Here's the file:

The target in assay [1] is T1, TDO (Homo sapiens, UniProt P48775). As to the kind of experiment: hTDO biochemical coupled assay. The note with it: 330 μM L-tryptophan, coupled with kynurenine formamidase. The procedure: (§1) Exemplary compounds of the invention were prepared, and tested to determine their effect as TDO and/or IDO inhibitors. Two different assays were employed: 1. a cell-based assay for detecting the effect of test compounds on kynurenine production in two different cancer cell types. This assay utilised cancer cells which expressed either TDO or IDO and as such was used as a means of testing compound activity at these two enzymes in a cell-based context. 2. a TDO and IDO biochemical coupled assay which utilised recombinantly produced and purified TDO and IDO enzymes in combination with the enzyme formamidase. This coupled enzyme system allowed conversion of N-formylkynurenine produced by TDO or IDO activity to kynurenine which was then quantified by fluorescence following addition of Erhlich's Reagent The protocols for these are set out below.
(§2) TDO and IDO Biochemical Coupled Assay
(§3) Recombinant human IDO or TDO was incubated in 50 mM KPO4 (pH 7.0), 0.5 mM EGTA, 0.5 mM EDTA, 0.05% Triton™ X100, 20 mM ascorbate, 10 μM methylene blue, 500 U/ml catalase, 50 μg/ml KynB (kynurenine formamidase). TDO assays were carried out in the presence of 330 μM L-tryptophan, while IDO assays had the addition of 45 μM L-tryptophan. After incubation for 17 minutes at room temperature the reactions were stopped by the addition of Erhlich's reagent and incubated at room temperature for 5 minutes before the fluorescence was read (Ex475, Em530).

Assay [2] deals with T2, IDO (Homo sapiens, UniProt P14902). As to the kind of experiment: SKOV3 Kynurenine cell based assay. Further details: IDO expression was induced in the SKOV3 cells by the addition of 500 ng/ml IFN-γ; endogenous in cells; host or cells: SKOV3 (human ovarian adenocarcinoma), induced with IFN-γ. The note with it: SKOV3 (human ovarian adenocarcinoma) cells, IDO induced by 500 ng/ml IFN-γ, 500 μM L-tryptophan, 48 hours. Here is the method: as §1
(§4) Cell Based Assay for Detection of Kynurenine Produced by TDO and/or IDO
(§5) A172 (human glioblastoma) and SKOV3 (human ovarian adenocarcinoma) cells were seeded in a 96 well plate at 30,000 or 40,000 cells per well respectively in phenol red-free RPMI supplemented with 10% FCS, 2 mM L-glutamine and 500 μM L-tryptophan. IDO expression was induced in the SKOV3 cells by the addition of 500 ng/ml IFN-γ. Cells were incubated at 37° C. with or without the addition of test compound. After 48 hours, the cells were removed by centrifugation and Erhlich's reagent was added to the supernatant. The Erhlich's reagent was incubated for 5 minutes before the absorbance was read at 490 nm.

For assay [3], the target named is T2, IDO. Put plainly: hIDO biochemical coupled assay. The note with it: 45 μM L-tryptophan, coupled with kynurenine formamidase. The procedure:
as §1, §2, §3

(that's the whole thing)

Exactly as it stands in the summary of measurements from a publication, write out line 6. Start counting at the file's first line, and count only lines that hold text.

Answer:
(§5) A172 (human glioblastoma) and SKOV3 (human ovarian adenocarcinoma) cells were seeded in a 96 well plate at 30,000 or 40,000 cells per well respectively in phenol red-free RPMI supplemented with 10% FCS, 2 mM L-glutamine and 500 μM L-tryptophan. IDO expression was induced in the SKOV3 cells by the addition of 500 ng/ml IFN-γ. Cells were incubated at 37° C. with or without the addition of test compound. After 48 hours, the cells were removed by centrifugation and Erhlich's reagent was added to the supernatant. The Erhlich's reagent was incubated for 5 minutes before the absorbance was read at 490 nm.